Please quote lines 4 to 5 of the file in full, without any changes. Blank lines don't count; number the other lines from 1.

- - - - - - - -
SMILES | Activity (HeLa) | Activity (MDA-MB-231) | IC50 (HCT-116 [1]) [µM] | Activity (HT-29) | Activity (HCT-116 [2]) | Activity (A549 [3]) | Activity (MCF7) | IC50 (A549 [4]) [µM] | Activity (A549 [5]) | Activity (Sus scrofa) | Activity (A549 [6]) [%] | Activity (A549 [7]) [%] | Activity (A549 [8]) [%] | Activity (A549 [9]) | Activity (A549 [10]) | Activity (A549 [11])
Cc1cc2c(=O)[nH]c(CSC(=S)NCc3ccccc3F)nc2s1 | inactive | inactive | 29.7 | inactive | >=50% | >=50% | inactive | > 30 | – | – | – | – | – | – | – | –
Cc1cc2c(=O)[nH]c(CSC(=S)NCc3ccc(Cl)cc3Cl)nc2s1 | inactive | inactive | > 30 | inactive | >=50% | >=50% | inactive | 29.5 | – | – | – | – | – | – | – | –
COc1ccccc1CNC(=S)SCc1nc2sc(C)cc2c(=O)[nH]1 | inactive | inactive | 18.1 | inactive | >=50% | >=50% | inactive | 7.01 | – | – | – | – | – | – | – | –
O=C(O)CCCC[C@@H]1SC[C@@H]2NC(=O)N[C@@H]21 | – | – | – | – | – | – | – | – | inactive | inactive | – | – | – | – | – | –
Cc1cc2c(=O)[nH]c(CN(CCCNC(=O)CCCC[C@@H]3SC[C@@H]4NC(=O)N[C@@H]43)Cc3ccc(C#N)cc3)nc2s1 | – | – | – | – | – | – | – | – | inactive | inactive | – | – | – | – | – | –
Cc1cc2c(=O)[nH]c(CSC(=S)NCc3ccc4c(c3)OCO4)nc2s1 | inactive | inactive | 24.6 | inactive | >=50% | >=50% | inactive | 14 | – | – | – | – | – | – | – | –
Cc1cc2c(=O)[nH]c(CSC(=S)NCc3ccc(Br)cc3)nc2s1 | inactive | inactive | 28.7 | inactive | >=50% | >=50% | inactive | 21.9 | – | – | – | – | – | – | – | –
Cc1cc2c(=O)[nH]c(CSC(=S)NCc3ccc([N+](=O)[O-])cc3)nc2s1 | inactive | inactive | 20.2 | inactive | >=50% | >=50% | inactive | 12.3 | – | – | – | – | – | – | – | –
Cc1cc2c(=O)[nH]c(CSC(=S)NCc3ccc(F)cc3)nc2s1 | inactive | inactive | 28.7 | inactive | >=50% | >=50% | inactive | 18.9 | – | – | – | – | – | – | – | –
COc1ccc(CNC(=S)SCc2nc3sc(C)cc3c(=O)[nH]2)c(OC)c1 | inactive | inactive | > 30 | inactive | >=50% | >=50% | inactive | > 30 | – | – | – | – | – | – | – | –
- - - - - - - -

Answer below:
COc1ccccc1CNC(=S)SCc1nc2sc(C)cc2c(=O)[nH]1 | inactive | inactive | 18.1 | inactive | >=50% | >=50% | inactive | 7.01 | – | – | – | – | – | – | – | –
O=C(O)CCCC[C@@H]1SC[C@@H]2NC(=O)N[C@@H]21 | – | – | – | – | – | – | – | – | inactive | inactive | – | – | – | – | – | –